FARMINGTON — Franklin County Commissioner Clyde Barker said  Tuesday that the commission should pay out money budgeted last year for three nonprofit social service agencies.

Barker, of Strong, said he understood Commission Chairman Terry Brann of Wilton and Commissioner Charles Webster of Farmington were trying to save the county money.

“What I am upset with as a commissioner is withholding funds from last year,” Barker said.

The Budget Advisory Committee approved $30,000 for Western Maine Community Action, $10,000 for  Western Maine Transportation Services and $1 for SeniorsPlus as a placeholder in the 2019-20 budget.

Brann and Webster have not released the funds. The county has also not disbursed $18,000 of $25,000 approved by the committee for Western Maine Community Action in the 2018-19 budget.

About three years ago commissioners sent letters to social service agencies telling them they would be phasing out funding. At the time, Webster cited reasons such as the reduced valuation of the Verso Androscoggin Mill in Jay, which lowered Jay’s tax commitment to the county by thousands, a shortfall in jail funding, unfunded liabilities and other expenses.

“I think we should pay our debts and start the new year right,” Barker said. “I feel we should pay these things.”

In December 2019, Brann and Webster instructed county Clerk Julie Magoon to draft a letter to the three agencies telling representatives not to apply for funding. Barker was absent.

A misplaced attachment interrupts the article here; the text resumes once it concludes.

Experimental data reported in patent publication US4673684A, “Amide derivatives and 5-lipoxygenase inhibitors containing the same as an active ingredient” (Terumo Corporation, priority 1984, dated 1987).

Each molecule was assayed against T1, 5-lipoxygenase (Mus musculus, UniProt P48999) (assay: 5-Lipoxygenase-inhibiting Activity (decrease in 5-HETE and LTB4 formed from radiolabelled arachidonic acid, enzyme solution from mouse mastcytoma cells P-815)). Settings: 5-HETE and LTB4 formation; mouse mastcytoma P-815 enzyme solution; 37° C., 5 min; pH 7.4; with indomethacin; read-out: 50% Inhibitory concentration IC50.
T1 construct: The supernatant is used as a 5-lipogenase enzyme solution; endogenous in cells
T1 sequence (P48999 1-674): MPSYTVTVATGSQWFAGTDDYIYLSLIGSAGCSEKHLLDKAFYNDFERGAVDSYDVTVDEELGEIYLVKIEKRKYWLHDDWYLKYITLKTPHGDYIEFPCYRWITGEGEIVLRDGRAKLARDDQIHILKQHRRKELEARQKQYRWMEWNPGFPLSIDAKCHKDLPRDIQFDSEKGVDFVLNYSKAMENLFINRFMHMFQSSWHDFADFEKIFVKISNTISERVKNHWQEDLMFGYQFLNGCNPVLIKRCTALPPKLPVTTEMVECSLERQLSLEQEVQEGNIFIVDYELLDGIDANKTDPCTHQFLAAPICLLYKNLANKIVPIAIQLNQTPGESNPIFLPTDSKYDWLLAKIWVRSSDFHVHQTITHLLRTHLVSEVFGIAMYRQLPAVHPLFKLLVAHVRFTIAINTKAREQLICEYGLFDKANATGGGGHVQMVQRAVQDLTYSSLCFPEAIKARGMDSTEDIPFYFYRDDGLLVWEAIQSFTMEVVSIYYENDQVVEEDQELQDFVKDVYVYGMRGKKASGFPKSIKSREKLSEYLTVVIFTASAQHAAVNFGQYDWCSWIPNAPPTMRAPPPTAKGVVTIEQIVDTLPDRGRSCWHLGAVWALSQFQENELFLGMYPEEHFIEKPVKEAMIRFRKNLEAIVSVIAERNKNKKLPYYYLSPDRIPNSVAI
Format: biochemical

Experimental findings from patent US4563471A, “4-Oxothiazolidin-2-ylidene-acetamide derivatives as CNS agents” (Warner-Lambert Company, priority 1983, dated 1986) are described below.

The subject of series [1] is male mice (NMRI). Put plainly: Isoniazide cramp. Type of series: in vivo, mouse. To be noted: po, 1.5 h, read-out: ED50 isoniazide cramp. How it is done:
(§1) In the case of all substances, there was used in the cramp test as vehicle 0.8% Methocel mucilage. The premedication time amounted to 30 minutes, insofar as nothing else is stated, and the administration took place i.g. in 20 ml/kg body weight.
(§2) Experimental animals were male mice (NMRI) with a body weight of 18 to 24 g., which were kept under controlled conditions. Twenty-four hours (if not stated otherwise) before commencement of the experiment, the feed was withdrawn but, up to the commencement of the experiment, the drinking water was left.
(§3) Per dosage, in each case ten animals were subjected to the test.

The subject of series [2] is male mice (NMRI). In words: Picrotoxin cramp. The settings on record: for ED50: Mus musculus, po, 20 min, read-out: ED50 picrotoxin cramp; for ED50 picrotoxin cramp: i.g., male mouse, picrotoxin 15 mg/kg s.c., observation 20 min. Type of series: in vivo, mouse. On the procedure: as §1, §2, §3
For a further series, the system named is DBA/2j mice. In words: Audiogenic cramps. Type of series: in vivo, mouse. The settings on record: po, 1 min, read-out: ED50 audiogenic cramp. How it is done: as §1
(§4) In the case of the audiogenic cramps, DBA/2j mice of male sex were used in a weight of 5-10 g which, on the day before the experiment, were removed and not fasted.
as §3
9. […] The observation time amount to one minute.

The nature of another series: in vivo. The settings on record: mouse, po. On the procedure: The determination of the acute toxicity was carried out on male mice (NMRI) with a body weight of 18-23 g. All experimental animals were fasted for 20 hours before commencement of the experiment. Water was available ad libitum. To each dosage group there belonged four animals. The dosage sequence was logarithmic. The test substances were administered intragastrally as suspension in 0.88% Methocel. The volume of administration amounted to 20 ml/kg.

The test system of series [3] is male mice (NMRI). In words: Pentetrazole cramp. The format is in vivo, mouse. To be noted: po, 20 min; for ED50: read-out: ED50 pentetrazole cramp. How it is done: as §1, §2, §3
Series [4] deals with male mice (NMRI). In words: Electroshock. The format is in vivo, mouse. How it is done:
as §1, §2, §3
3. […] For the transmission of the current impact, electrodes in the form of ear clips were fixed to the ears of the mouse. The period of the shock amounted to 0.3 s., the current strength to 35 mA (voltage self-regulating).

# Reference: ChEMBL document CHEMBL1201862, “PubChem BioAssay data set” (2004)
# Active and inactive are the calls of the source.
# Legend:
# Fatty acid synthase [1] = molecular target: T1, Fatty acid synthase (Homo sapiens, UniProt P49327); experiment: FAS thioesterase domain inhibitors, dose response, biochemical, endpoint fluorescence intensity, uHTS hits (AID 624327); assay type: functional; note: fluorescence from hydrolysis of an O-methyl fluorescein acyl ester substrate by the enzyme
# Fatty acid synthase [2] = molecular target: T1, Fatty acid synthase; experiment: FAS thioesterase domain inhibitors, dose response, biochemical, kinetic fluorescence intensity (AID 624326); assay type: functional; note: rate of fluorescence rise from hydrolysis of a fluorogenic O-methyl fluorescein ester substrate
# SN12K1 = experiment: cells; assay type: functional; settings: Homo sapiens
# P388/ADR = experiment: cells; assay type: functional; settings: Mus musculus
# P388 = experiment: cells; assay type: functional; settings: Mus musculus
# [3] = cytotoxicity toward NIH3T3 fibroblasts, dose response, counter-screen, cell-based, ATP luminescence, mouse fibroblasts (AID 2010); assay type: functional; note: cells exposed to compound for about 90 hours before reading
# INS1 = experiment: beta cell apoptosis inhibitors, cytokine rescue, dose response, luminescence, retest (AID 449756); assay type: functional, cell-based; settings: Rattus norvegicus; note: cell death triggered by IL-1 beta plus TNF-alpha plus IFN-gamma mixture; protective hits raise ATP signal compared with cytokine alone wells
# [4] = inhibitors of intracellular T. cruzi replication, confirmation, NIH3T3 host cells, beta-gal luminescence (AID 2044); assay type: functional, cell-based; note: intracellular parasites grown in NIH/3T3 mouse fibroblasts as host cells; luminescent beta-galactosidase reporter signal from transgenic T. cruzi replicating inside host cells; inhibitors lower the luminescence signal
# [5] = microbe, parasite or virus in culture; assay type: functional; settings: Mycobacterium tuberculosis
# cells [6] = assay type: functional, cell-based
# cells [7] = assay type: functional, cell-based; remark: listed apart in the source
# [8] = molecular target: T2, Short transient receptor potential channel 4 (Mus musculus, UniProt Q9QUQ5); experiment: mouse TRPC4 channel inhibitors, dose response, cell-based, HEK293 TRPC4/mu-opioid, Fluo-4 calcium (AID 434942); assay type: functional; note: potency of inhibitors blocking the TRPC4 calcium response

On Tuesday, Webster said the county used an additional $40,000 or so this year from surplus to lower the tax commitment to towns for the 2019-20 budget. In 2018-19, the county used $185,000 from surplus and this year it used $238,000 from surplus for the same purpose.

Brann said a Western Maine Community Action representative told commissioners last year that the money would be used for raises for employees. They already receive federal and state funding, he said.

Barker suggested that the representative come back to discuss the matter in more detail.

Brann reminded Barker that letters were previously sent telling agencies that funding would be phased out. County taxpayers are being required to pay taxes on services they may not believe in. Some of the agencies’ employees are making much more than many county residents, he said.

“The county commissioners have the authority to spend the money in the budget as they deem necessary,” Budget Advisory Committee Chairman Joshua Bell said last year about the county not giving the agencies the money approved by his panel. “It is not the budget committee’s authority to disperse the funds.”


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